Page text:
ZABIDA Evaluates, Sharpens Its Programs

Zamboanga City – FR. ANGEL C. Calvo, president of the Spain-funded Zamboanga City-Basilan Integrated Development Alliance (ZABIDA), has rallied the coalition’s partner organizations to step up their intervention in communities they serve to realize a vision to ultimately end poverty, conflict and social degradation.

The call was made during the coalition’s three-day yearend and assessment planning last December 15, which was participated by the four partner organizations, namely, Katilingban Para sa Kalambuan, Inc. (KKI), Basilan-based Nagdilaab Foundation, Inc. (NF), Peace Advocates Zamboanga (PAZ), and Western Mindanao State University’ Center for Peace and Development (WMSU-CPD).

“The problem is big and I know we cannot all address that, but it is necessary for us to reassess and re-examine how the beneficiaries are being benefited by our intervention. Let’s live up to our objective to help our target beneficiaries to grow a dignified life. There is hope. We need to lead that hope,” Fr. Calvo stressed to the more than 60 staff and technical personnel of the coalition.

The multi-million peso ZABIDA program started in early 2007 and will run up to 2010, with the aim at fighting poverty and strengthening peace and security, said Carmen Valdez, country expatriate of the Manos Unidas, which together with the Agency for International Cooperation, the development assistance arm of the Spanish government, are funding the program.

The Spanish aid program was initially intended only for the Bicol region, which has been the battered by yearly storms that devastated the lives of the thousands residents.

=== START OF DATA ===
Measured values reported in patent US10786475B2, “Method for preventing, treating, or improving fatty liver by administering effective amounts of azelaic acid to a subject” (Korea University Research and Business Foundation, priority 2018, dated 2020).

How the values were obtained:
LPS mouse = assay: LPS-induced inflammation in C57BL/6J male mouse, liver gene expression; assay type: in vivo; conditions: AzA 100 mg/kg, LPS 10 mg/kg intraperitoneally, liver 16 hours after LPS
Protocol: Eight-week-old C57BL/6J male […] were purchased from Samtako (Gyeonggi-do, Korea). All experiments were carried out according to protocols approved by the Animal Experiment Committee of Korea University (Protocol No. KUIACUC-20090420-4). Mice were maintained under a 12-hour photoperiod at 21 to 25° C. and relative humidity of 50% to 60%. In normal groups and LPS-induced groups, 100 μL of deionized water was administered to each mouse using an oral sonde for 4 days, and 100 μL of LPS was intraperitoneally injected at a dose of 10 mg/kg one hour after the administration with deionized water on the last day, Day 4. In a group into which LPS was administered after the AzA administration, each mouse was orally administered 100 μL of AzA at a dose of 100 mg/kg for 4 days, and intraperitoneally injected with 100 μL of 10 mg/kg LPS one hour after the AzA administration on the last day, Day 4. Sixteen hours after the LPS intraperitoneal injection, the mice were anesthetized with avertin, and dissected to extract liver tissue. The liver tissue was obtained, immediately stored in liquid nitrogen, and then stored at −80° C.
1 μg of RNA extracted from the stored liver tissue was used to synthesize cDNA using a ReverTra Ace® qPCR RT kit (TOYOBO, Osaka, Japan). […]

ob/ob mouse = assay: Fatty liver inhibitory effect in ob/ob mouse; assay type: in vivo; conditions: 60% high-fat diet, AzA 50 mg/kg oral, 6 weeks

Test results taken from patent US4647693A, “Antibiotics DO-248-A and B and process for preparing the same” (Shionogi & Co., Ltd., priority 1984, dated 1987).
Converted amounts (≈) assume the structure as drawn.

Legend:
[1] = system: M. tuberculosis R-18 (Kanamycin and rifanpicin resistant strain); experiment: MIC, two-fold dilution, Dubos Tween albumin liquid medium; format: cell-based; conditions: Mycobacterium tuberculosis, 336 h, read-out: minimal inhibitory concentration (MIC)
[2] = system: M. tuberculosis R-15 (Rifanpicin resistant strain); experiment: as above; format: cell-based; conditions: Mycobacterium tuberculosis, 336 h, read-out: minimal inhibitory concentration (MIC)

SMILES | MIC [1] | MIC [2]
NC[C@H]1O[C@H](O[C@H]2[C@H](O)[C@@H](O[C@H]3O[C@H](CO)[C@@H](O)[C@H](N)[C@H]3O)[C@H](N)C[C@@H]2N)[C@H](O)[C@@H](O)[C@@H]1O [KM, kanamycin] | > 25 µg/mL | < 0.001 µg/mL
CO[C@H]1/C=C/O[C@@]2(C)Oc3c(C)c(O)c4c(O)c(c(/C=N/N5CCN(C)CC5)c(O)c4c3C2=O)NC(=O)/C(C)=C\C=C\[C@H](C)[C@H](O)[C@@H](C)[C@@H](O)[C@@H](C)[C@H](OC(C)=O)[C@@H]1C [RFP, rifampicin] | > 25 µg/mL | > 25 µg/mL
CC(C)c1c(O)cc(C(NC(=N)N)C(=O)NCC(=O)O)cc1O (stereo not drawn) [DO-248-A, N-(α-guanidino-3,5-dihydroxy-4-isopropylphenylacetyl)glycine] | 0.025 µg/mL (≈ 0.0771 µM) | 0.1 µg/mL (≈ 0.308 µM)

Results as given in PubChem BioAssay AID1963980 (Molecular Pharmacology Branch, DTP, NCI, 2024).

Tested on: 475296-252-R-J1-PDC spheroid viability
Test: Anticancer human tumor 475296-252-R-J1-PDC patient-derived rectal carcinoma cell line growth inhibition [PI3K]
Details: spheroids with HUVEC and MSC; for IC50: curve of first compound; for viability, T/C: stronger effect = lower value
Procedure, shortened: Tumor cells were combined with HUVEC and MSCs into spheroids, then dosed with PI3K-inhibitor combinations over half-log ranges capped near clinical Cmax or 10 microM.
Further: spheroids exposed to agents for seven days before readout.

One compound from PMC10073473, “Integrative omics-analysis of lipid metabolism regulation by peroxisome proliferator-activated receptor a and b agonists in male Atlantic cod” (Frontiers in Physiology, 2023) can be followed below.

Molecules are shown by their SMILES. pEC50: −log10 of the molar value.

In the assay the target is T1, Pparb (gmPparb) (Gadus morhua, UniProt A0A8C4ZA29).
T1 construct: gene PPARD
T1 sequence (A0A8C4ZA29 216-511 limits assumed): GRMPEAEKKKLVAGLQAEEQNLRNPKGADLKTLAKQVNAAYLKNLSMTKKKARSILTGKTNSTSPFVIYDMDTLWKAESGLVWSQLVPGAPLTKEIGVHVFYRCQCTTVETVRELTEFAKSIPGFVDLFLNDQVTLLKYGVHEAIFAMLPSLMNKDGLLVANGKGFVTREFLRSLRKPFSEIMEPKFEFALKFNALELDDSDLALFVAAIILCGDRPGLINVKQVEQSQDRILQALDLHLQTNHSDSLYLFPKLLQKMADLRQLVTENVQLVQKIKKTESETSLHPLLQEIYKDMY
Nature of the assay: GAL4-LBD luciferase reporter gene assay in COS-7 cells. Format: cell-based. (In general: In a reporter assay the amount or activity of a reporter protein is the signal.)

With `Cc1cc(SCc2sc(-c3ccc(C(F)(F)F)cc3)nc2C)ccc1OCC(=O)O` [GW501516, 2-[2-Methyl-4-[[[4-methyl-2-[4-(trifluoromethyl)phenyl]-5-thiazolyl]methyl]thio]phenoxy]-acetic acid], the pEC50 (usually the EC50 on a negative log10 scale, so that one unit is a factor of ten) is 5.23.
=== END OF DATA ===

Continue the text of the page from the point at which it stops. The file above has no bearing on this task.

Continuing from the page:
The scope of the program, which is called Convenio (Spanish for convene), eventually included the city of Zamboanga and the entire island province of Basilan due to the continuing armed conflict and extreme poverty in these areas.

Its major thrusts are good governance, peace-building, social services, and environmental protection.

In its first year, the program has already touched hundreds of lives. These include livelihood programs for war victims, farmers, and marginalized sectors; provision of more access to basic services to the poor, and gradually increasing the capacities of local communities, civil society organizations and government sectors in peace-building and conflict transformation.

“This is a powerful group. It needs to know how to use the instrument for the realization of our vision. We need to tune up our focus, energy, resources, and time. We should re-evaluate our methodology, clarify our objectives, ways to implement and up to what steps we are effective,” Fr. Calvo said.

He said the bottom line is that partner organizations must have the “attitude not to submit themselves to the hopelessness and frustration (amid the difficulties)”.

Ricardo Limbaga, regional technical manager of the ZABIDA, also reminded the people behind the coalition to serve the beneficiaries “as a means of passion not just as a mere job.”

“We serve the people with the right attitude towards achieving our goal,” he said.

The yearend gathering also discussed ways to sustain and spread the program to more beneficiaries. These include strengthening the marketing strategies particularly for the livelihood and micro-finance projects.

The yearend assessment and planning was not just a time to seriously discuss the program but at the same create greater camaraderie among the coalition’s staff.

“Although we had been working in a collective manner, this is my first time to get the chance to socialize with all the guys, and it is nice to work in an environment of zealous people,” said a personnel of Nagdilaab Foundation.

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